Symbolic resonance is disavowed. As so often in Oliver, I am reminded of Wallace Stevens’s use of the weather trope—for instance, ‘Today the mind is not part of the weather’ (‘A Clear Day and No Memories’, p.397)—though Oliver himself points to other influences (personal communication). I am similarly reminded of Stevens in another poem, ‘The Waiting’, which begins with an evocation of quiet stillness.

After rain, a still evening, the gathering dark
cloud cover a grey-blue. Quietness. Starter engine
of the morepork. (p.48)

What reminds me of Stevens here is the listing of natural features, almost reduced to abstractions, though here the morepork (bird and harbinger of death) does speak to more personal concerns than we usually find in Stevens. The ‘waiting’ of the title is a waiting for death, and the poem speaks again of the poet’s rural isolation.

The origins of this isolation are as much psychological as geographic, grounded in childhood self-consciousness. In ‘What Angels Throw’ (p.60), Oliver remembers the ‘Panels of light and shadow I studied as a child’ and recalls a formative moment:

One private act of knowing I was only half aware of,
mood shaded the colour of twilight I trusted, and as I did
so, aloneness turned to lonely …. (p.60)

It’s a moment of Wordsworthian self-consciousness, a moment of loss which led him on to the ‘uplands’ of his later, self-conscious life. In a later poem, ‘A Sunday,/lonesome sense pervades’ the rural town he now calls home.

While the note of loss provides the emotional grounding for the collection, I don’t want to leave the sense that the poems themselves are depressing, for the poems are marked everywhere by energy. At times they revel in fancy, as in ‘Titan Lovesong’ (p.32), where Oliver imagines his lovers admiring the rings of Saturn not ‘by the rivers of Babylon’ (Psalm 137), but in a kind of exile ‘By the dark regions of Senkyo, Aztlan, Fensal,’ on Saturn’s largest moon. The lovers have become an alien life-form breathing hydrocarbons in a world without oxygen:

Once upon the vast flood plains
of Titan we grazed the hydrocarbon sand dunes
and drank our fill of benzene.

There is similar wit in ‘Another Wow! Signal’, which imagines a secular quest for revelation and salvation (with allusions to St John of the Cross) fulfilled by the arrival of an extra-terrestrial radio signal (p.13). And, again, there is similar wit in ‘No pen or paper in paradise,’ which imagines the after-life.

But it is for his lyricism and his images that one reads Oliver, and I want to end with some examples. Consider, for instance the poem ‘Millefiori’, which takes its name from the use of glass beads to create patterns of colour in glassware. The poem is set in the pre-dawn of an April morning, a time when (as a later poem informs us) the season begins to look forward to ‘the first frosts’ (p.25). The speaker, perhaps suffering a bout of insomnia, is awakened by a night train which passes through the town without stopping—a metaphor for rural isolation. Oliver beautifully evokes the scene in quiet descriptive phrases before a brief moment of lyricism:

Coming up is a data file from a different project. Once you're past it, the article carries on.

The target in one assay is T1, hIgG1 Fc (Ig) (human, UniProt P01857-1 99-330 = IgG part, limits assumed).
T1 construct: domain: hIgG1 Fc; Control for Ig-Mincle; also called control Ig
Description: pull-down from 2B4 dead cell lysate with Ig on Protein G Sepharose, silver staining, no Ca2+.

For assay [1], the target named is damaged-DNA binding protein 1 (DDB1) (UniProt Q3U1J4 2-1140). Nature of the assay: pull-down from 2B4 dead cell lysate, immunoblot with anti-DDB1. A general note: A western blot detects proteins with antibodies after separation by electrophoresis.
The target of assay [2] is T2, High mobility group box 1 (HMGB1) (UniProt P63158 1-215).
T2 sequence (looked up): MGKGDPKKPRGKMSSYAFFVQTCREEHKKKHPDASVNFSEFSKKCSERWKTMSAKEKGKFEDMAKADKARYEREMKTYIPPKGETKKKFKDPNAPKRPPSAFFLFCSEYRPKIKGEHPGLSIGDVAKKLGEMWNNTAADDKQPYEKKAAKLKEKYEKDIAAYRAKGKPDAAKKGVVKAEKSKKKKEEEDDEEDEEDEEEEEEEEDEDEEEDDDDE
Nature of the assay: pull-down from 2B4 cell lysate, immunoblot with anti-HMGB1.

It is 4:30 AM, mist holds the valley,
            rolled lightly, it floats there, a yellow-lit
ghostly tube. The glass bowl tilts overhead,
millefiori, galaxies, frequencies, spill. (p.15)

Here the quiet constraint of the earlier lines is released in the lyricism of the word ‘millefiori’, gradually subsiding again into the single syllable ‘spill’. If the ‘bowl of night’ come from Fitzgerald’s ‘Rubaiyat’, it has here become a many-beaded glass, reimagined and given lyrical expression.

If this is yet another example of Oliver’s gift for the visual, the poem is even more extraordinary for the way in which it transfers an imagist aesthetic into the realm of the aural. The poem begins with the lines ‘A drawer sliding on its wooden runners/suggests a brief, hushed sound, a dryness’. The reader will need to find such a drawer, and open it quietly, to appreciate the observation of sound here. The poem extends this attention to sound as image in its later description of the train:

It is 4:30 AM, at the close of April,
            the smooth rasp of the abacus or accordion;
a goods train whose carriages run the

            entire length of this town; closer, the sound
of an abacus—drawing away, that of an
            accordion, exhaling, towards the dawn.

This power of observation could be exemplified in a hundred other places within the volume. One further example will have to do:

It’s that time of day when darkness
has clenched the outline of things; …. (p.16)


Readers attuned to such things will find in Luxembourg the work of a master, writing at the peak of his capacities. It is true that some will enjoy the occasional satiric remarks on post-structuralism more than others. But if some lines seem portentous, they need to be understood within the emotional economy of the collection. And these short-comings, minor as they are, are more than compensated for by the sheer number of fine lyrics and fresh observations. Interspersed is a series of short prose poems, a form for which criticism may not yet have the tools of analysis but which here often reveals the same powers of compression and observation we find in Oliver more generally.

I am at something of a loss to understand the critical neglect of Oliver’s work, though a certain stubbornness, mentioned above, may have something to do with it. In any case, Oliver is a poet who rewards close consideration. As Coleridge said, it is ‘Not the poem which we have read, but that to which we return, with the greatest pleasure,’ which ‘possesses the genuine power, and claims the name of essential poetry’.[2] And that is Oliver’s power. For the reader who looks, Oliver is one of those poets who make us see the world, in all its particulars, anew—a poet whose depth of imagination is everywhere apparent, an imagist whose poems catch consciousness at its very margins.



About the reviewer:

Nicholas Reid taught romanticism and contemporary poetry at the University of Otago from 1990 to 2003. In more recent years he has been a house builder and has worked for the Australian Commonwealth Treasury. He currently teaches at the ANU College in Canberra.



[2] Samuel Taylor Coleridge, Biographia Literaria, ed. James Engell and W. Jackson Bate [Princeton: PUP, 1983], Chapter 1, p.23.